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Delays occurred in the diagnosis of measles during an outbreak in the mid-west last year as many clinicians were no longer familiar with the condition, it has emerged.
A lag-time in notifications of measles meant that some opportunities to implement outbreak control measures were missed, according to a recent Department of Public Health Mid-West newsletter.
The measles outbreak in the region occurred between January and July 2018. Some 42 confirmed or probable cases among 27 males and 15 females were linked to the outbreak, 30 of which occurred in the mid-west.
Twelve cases were aged 0-5 years and the majority (33 cases) were unvaccinated, while the vaccination status of five cases was unknown.
“The most common mode of transmission was within the household, especially in extended families with poor MMR [measles, mumps, and rubella] vaccination uptake. There was also transmission of the infection in the workplace and in healthcare settings.
“Healthcare-associated transmission was an important factor in this outbreak, which emphasises the importance of effective isolation measures in healthcare settings. It is also important that healthcare staff ensure that they are vaccinated against measles.”
Patients who had at least one dose of the MMR vaccine tended to have a milder illness. These patients had atypical presentations with no further onward transmission of measles detected.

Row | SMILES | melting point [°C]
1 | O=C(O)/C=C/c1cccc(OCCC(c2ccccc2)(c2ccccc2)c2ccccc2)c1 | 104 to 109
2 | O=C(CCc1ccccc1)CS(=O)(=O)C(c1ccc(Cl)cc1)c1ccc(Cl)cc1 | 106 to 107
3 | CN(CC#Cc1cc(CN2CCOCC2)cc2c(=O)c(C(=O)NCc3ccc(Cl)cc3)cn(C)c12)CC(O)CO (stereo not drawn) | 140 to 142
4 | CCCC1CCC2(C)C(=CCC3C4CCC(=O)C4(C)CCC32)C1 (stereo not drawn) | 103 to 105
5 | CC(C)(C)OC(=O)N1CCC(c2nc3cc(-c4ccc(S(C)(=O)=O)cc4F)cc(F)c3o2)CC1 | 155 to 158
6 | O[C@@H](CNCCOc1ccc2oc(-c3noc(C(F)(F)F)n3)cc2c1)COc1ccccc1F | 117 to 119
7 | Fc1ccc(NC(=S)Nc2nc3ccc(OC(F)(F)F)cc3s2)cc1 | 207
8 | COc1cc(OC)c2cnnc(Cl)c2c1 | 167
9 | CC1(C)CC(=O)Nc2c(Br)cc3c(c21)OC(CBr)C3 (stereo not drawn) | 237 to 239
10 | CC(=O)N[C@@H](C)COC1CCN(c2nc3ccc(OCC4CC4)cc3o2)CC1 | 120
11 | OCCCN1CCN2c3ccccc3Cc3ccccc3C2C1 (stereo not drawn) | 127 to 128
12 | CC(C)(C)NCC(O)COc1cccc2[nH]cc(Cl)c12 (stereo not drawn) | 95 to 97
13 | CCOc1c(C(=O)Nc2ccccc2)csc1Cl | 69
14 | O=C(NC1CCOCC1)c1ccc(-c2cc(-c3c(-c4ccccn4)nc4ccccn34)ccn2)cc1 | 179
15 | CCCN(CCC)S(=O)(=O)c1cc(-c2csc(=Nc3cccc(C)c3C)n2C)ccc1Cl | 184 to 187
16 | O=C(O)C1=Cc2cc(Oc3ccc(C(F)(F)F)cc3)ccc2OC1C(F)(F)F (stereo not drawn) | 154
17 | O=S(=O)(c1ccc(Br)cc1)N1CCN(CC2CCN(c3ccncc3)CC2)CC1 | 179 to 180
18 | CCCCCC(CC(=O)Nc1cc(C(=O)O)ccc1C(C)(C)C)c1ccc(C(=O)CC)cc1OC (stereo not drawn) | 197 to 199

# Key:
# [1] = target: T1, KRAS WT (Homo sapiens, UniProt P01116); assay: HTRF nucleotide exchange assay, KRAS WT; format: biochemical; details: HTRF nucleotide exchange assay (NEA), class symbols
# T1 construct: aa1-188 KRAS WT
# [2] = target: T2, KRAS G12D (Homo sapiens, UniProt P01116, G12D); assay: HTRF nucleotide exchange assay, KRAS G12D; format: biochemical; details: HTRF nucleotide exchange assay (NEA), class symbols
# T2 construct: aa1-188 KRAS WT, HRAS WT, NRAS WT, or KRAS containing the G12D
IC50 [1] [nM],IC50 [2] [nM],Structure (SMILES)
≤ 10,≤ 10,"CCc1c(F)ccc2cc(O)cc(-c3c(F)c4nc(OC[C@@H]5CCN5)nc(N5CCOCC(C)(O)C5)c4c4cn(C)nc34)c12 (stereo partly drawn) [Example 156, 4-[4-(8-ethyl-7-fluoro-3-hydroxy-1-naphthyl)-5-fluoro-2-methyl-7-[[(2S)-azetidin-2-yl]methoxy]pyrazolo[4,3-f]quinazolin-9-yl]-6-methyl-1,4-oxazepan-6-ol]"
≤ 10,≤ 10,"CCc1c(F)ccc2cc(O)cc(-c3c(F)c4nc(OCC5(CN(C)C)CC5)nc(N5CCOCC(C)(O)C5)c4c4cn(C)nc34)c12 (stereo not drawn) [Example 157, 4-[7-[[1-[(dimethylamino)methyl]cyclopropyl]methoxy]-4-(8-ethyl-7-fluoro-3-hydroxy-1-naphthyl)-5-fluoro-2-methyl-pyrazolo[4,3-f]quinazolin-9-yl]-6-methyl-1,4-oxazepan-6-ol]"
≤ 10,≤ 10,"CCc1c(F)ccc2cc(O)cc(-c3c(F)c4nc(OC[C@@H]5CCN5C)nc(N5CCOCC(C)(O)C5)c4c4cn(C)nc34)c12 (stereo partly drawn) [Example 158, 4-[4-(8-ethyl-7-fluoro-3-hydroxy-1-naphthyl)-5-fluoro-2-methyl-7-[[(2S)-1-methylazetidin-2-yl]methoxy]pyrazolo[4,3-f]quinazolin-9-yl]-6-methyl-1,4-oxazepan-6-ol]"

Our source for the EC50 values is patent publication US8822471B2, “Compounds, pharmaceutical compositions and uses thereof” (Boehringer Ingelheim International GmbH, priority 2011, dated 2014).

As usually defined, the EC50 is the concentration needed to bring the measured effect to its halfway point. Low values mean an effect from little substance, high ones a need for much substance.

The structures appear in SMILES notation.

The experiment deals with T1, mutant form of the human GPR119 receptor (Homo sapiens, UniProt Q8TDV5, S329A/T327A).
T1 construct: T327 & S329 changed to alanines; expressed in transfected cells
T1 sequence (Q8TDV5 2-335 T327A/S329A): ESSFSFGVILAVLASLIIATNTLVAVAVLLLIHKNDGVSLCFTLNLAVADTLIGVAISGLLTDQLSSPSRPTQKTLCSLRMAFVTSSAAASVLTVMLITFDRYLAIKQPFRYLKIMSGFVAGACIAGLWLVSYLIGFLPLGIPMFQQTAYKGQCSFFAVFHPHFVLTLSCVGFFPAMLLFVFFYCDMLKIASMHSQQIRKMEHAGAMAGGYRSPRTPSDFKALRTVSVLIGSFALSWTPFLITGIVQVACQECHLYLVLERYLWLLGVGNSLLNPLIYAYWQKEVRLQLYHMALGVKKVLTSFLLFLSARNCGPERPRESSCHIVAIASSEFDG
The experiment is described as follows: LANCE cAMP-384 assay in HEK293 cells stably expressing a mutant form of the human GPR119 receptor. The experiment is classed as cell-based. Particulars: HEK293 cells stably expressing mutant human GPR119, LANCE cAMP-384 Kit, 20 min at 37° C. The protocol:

The newsletter stated that “as the measles vaccine was introduced in Ireland in 1985, there is a cohort of adults between 30-40 years of age who were never vaccinated and who never had measles (and therefore do not have natural immunity)”.
“However, there were also a number of cases of measles in adults aged over 40 years who would have been assumed to have natural immunity to measles.
“There is an ongoing risk of importation of measles due to a rise in the number of outbreaks across Europe over the past year. The measles outbreak in the mid-west has been linked with a larger outbreak in France.”
To date in 2019, measles outbreaks have occurred in Donegal and North Dublin. In 2018, there were 81 cases of measles notified to the Health Protection Surveillance Centre, compared to 25 in 2017.
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